Up The Road: Harvest Trails II

Nov 23, 2016

We’ve been exploring the notion of harvest, a wonderful metaphor for Fall. As Langston Hughes said of the Civil War and the official end of slavery, “Harriet Tubman lived to see the harvest.”

Here in farm country, it’s also reliable fact. If ag’s your bag, there are so many opportunities quite close to home to gather in the harvest and take a few bushels home. Not only do you and yours reap the benefit—fresh, tasty produce, as healthy as all get out—you support endangered family farms, boost the local economy, and take a step toward reducing your food’s carbon footprint. Did I mention that following farm trails is fun?

When it’s black raspberry season, consider Trenerry Berry Farm in Happy Valley.
Credit Photo by Frankie Leon

Last week we explored the abundance of Butte County. Heading north along Highway 99 you’ll find worthy stops representing the far reaches of the Sierra Oro Farm Trail—most of these also included on the lesser known Tehama Trail, a self-guided farm and winery adventure that usually offers its official “passport weekend” in May. But you can take hit the trail on your own, at least for most places, any time.

Included here are the choice Tehama olive stops among the antique olive orchards near Corning and along old Highway 99 West—Corning Olive Oil, Lucero Olive Oil, and award-winning Pacific Sun, open to visitors by appointment only. If you get hungry stop at top at been-there-forever The Olive Pit, a café with store offering “ol-ive” (all of) the olive options, wine, craft beers, and other local products, such as Pendell’s Mountain Honey from Stonyford and Durham’s Skylake Ranch Pomegranate Syrup.

Or meander up 99 East, the official Highway 99 today, from Vina and New Clairvaux Vineyard at the Abbey of New Clairveaux to Los Molinos and Dairyville and the exceptional fruit and nut stops there: Julia’s Fruit Stand, famous for its variety of heirloom tomatoes, but count of seasonal fruits, nuts, and even pumpkins; Burlison Fruit Stand practically across the street, where you’ll find local honey and nuts in addition to fruits and veggies; and Bianchi Orchards, Walnuts & Wine, which serves up Chandler walnuts and Italian varietals.

Next north is Red Bluff, whose best-kept secrets include some inviting shops right downtown. You might try Cook at 643 Main Street for some “locally nourished” lunch—almost all the edibles here are from local sources—and also gather up some local ag-tour suggestions before heading northeast to Manton and the amazing wineries there. In 2014 Manton was recognized as its own American Viticulture Area or A-V-A, one very similar in volcanic soil characteristics and microclimate to the Saint Helena [he-LEE-na] area in Napa Valley. So come for the zinfandel and cabs and sirahs and chardonnays. For more information about Manton area wineries and a reasonably current starter map, contact Tehama County Visitors Center, or try the Manton Valley Wineries Association, though neither member roster includes all the estate wineries hereabouts. So look around—and ask—locally. Also take a look at the wine trail map produced by the Shasta Cascade Viticulture Association, Butte, Shasta, Siskiyou, Tehama, and Trinity Counties.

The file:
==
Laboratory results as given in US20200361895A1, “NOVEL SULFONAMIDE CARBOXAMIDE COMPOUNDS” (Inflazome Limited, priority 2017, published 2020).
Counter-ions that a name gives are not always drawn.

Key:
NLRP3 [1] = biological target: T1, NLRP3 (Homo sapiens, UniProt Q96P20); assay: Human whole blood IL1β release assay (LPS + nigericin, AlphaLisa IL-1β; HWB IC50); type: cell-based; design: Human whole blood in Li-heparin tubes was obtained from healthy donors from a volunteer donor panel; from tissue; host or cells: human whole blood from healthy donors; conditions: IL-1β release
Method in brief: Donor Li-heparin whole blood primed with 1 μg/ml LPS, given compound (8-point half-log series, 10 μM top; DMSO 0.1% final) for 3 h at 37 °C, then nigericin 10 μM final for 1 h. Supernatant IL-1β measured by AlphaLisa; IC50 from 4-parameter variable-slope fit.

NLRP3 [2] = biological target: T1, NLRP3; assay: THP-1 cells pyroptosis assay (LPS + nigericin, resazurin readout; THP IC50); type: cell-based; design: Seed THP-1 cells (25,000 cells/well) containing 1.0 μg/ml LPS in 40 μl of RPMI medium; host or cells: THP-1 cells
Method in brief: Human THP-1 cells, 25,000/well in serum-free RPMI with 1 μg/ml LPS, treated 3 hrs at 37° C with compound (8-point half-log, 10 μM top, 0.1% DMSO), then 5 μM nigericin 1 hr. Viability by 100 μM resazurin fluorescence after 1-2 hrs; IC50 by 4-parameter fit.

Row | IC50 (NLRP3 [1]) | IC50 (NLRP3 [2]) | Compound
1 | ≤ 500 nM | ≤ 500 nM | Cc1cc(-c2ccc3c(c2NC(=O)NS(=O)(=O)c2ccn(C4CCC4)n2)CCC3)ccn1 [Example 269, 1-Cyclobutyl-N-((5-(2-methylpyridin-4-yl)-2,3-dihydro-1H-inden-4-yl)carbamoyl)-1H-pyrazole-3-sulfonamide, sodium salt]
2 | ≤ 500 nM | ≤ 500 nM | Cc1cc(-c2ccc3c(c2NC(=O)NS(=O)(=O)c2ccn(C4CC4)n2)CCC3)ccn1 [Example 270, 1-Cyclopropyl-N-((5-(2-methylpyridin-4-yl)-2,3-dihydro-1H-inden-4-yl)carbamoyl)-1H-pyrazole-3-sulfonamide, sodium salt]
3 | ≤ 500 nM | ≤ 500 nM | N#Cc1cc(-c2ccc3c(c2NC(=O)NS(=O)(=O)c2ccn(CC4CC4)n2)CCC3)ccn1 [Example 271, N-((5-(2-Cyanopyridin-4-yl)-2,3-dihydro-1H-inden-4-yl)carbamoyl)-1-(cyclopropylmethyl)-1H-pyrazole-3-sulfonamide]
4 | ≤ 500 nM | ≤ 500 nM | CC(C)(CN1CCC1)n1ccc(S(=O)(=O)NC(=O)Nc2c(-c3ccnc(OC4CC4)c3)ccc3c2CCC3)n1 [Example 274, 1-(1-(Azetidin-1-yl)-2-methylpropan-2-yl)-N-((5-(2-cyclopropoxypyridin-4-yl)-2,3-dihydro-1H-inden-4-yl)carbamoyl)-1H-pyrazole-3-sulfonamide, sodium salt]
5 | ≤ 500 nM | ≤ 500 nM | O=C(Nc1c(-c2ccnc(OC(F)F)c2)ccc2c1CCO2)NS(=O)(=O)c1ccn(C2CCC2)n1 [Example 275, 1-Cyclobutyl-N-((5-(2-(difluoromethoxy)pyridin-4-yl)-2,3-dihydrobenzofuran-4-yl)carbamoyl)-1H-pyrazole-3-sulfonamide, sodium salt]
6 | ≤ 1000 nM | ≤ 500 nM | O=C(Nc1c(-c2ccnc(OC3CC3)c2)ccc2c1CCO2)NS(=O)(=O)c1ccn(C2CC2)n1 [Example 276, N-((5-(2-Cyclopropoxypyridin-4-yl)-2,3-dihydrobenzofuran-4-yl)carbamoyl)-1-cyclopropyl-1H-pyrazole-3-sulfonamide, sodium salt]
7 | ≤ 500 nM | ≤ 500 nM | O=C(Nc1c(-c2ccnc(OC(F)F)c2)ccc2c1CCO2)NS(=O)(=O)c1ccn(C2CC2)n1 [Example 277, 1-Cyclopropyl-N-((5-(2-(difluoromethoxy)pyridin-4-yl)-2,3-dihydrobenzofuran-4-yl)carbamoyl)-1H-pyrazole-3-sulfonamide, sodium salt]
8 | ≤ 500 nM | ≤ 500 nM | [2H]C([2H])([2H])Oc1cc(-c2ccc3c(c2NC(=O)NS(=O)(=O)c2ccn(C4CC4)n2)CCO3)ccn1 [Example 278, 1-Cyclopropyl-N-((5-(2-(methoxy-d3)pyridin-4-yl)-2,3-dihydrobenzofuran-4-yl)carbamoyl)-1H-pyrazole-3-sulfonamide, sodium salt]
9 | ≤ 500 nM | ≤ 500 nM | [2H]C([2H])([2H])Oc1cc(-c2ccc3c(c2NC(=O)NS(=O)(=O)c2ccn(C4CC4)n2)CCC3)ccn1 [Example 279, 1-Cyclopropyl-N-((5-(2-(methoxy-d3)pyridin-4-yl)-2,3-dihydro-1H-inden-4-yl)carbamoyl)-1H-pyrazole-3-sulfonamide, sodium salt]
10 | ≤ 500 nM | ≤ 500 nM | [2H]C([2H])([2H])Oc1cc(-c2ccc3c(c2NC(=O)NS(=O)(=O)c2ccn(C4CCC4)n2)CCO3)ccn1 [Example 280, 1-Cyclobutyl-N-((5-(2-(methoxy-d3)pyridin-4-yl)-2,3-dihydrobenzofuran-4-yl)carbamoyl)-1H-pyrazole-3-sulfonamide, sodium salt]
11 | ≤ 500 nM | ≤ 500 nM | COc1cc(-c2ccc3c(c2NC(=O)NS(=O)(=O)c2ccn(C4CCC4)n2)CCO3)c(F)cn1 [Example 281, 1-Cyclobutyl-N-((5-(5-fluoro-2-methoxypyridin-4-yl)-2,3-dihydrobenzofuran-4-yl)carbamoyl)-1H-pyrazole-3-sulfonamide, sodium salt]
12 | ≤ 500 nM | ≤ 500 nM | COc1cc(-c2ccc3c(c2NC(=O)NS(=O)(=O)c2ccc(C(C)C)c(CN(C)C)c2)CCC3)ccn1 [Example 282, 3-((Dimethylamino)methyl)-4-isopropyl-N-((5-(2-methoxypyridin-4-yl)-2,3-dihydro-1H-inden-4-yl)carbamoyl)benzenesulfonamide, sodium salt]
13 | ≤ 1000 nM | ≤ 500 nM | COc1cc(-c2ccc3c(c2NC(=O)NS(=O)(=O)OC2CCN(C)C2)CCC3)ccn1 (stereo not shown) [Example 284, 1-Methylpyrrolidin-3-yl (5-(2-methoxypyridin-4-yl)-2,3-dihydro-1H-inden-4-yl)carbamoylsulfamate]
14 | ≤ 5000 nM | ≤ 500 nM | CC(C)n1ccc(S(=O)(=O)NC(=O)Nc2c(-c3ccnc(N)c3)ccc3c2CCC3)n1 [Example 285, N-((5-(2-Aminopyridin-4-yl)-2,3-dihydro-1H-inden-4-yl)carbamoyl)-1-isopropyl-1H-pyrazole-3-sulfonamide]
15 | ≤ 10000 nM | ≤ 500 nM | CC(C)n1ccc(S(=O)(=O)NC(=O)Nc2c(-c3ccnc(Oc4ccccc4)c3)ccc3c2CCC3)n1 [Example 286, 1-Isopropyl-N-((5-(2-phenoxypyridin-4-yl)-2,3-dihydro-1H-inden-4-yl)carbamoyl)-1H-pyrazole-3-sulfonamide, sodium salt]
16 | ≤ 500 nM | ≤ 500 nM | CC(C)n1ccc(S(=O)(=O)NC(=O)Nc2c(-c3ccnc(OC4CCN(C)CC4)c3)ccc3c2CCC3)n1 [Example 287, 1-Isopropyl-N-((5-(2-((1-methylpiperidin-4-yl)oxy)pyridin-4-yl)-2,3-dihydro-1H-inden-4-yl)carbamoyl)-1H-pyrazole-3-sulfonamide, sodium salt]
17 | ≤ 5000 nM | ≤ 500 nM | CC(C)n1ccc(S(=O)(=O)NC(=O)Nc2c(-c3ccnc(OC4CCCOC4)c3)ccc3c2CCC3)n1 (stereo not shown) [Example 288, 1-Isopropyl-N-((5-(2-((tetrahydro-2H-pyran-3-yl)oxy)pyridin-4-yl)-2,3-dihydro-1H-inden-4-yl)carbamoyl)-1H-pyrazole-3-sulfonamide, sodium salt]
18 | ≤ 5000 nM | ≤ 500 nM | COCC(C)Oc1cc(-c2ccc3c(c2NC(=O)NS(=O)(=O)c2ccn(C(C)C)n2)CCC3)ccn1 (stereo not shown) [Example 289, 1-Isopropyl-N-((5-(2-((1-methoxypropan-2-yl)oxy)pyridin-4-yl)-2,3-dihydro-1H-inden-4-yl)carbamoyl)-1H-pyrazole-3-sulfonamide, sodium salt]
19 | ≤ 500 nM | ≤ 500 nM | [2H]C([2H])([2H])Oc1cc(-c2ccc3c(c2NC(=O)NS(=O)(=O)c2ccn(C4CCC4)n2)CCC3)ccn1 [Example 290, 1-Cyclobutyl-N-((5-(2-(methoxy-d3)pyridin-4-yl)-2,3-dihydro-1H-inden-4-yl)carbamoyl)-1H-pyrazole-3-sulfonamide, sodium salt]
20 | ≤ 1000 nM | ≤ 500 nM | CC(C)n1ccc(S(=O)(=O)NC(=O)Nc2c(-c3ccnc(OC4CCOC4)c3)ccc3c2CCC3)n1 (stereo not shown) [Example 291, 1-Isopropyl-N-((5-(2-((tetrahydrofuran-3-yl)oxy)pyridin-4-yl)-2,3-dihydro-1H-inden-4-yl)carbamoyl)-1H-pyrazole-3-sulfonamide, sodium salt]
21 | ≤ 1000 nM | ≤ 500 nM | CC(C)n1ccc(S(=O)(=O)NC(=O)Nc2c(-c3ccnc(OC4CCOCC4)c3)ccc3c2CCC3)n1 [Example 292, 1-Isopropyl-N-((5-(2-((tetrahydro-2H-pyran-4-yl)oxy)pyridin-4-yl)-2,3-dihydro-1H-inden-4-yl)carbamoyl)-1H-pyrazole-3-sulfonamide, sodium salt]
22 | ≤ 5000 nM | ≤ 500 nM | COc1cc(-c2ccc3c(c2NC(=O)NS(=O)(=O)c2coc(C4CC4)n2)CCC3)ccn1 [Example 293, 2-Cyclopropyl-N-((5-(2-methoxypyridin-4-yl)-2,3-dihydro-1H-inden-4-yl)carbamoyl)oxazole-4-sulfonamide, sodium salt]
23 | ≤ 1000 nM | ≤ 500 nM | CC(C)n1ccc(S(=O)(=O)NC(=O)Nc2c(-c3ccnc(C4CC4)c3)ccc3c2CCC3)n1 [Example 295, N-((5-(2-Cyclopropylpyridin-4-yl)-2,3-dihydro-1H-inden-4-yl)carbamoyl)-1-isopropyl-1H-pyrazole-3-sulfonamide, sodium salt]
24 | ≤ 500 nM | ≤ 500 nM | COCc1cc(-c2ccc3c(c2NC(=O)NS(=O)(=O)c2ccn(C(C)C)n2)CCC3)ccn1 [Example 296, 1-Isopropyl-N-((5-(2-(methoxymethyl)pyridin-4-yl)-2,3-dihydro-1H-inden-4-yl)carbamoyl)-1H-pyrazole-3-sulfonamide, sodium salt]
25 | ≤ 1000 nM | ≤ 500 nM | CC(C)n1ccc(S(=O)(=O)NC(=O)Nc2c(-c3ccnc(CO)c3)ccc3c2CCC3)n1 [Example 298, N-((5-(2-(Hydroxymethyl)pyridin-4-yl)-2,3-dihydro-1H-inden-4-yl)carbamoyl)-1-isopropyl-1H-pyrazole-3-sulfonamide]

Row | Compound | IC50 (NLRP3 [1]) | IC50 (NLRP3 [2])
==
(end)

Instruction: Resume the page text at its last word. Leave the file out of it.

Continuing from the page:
Goat goats? Happy Valley has them.
Credit Photo by Duncan C

About 10 miles south of Redding, Happy Valley Farm Trail represents the area west of both I-5 and Hwy 273 and south of China Gulch Road. Lots of family farm enterprises here – Crooked Fence Ranch sells citrus in winter and veggies in summer and fall; Tenerry Berry Farm grows and sells (you guessed it) berries—you-pick Black Raspberries, Blueberries, Boysenberries, Loganberries, Tayberries, and Olallieberries in May and June, plus Artichokes, Asparagus, and Rhubarb starting in March.

If you’re an animal-lover, you’ll find yourself drawn to Hidden Treasure Farm, where they have everything from Arabian horses, goats, pigs and sheep to Aussie Shepherds. Herd up your own farm-flavored fun here, almost any time, by tapping into the dozens of stops that make up this local network of farmers and ranchers.

You can do the same, now, almost anywhere you travel in Northern California, thanks to the farm-to fork movement. We’ll talk about some worthy stops farther afield next time. Until then, this is Kim Weir for Up the Road and NSPR.